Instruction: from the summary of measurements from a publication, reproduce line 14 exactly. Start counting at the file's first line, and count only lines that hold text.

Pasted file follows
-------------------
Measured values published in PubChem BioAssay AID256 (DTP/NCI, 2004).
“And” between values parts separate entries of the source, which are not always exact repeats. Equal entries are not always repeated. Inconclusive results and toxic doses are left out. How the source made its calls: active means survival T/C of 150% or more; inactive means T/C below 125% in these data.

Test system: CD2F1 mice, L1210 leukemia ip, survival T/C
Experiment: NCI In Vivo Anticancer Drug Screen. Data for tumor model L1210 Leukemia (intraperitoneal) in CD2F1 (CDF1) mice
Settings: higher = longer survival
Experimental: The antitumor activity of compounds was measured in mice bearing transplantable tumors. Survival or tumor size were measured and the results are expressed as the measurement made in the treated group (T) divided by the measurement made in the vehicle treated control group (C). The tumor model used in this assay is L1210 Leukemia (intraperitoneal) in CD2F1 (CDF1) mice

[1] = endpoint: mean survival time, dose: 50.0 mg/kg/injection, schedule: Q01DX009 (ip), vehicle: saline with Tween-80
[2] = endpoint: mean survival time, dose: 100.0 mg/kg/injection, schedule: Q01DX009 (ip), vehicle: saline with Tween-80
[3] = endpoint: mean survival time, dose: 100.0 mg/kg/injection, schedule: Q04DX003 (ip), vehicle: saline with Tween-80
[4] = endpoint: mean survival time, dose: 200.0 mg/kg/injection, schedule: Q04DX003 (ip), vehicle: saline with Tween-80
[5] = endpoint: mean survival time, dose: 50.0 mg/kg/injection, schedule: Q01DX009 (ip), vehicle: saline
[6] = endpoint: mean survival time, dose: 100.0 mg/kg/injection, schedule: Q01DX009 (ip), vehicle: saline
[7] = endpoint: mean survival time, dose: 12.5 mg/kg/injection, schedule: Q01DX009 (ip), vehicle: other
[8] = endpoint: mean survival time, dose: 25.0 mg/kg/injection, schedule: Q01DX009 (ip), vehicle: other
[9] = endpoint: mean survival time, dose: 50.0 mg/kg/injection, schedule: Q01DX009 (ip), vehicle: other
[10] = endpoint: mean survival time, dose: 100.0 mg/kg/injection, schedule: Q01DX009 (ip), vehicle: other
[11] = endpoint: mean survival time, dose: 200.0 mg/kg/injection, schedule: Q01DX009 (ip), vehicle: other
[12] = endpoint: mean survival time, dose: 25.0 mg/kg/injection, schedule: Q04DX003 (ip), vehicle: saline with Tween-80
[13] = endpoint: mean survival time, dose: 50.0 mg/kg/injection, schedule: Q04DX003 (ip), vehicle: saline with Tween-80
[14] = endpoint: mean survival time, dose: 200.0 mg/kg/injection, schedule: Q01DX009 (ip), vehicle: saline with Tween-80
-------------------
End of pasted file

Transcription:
[8] = endpoint: mean survival time, dose: 25.0 mg/kg/injection, schedule: Q01DX009 (ip), vehicle: other